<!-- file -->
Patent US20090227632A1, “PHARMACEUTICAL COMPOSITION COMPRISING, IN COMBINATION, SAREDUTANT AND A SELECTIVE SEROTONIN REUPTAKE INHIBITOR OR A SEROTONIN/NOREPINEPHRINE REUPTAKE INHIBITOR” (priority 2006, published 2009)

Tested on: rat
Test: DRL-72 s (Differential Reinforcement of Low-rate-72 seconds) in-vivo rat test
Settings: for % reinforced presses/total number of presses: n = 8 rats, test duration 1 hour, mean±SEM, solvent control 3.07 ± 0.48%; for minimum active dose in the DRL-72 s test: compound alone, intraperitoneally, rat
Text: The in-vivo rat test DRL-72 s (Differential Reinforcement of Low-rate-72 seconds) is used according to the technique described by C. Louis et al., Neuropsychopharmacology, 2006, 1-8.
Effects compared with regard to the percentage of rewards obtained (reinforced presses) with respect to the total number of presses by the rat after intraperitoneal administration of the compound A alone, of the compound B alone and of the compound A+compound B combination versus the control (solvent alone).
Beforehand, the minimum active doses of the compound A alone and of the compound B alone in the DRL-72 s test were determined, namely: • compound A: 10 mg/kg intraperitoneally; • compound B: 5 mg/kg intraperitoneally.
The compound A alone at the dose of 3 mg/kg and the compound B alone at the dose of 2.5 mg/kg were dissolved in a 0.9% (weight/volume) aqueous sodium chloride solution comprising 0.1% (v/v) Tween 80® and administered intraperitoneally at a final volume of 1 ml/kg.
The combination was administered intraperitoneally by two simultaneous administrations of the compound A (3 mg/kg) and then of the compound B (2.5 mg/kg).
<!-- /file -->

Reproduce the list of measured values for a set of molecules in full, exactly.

Patent US20090227632A1, “PHARMACEUTICAL COMPOSITION COMPRISING, IN COMBINATION, SAREDUTANT AND A SELECTIVE SEROTONIN REUPTAKE INHIBITOR OR A SEROTONIN/NOREPINEPHRINE REUPTAKE INHIBITOR” (priority 2006, published 2009)

Tested on: rat
Test: DRL-72 s (Differential Reinforcement of Low-rate-72 seconds) in-vivo rat test
Settings: for % reinforced presses/total number of presses: n = 8 rats, test duration 1 hour, mean±SEM, solvent control 3.07 ± 0.48%; for minimum active dose in the DRL-72 s test: compound alone, intraperitoneally, rat
Text: The in-vivo rat test DRL-72 s (Differential Reinforcement of Low-rate-72 seconds) is used according to the technique described by C. Louis et al., Neuropsychopharmacology, 2006, 1-8.
Effects compared with regard to the percentage of rewards obtained (reinforced presses) with respect to the total number of presses by the rat after intraperitoneal administration of the compound A alone, of the compound B alone and of the compound A+compound B combination versus the control (solvent alone).
Beforehand, the minimum active doses of the compound A alone and of the compound B alone in the DRL-72 s test were determined, namely: • compound A: 10 mg/kg intraperitoneally; • compound B: 5 mg/kg intraperitoneally.
The compound A alone at the dose of 3 mg/kg and the compound B alone at the dose of 2.5 mg/kg were dissolved in a 0.9% (weight/volume) aqueous sodium chloride solution comprising 0.1% (v/v) Tween 80® and administered intraperitoneally at a final volume of 1 ml/kg.
The combination was administered intraperitoneally by two simultaneous administrations of the compound A (3 mg/kg) and then of the compound B (2.5 mg/kg).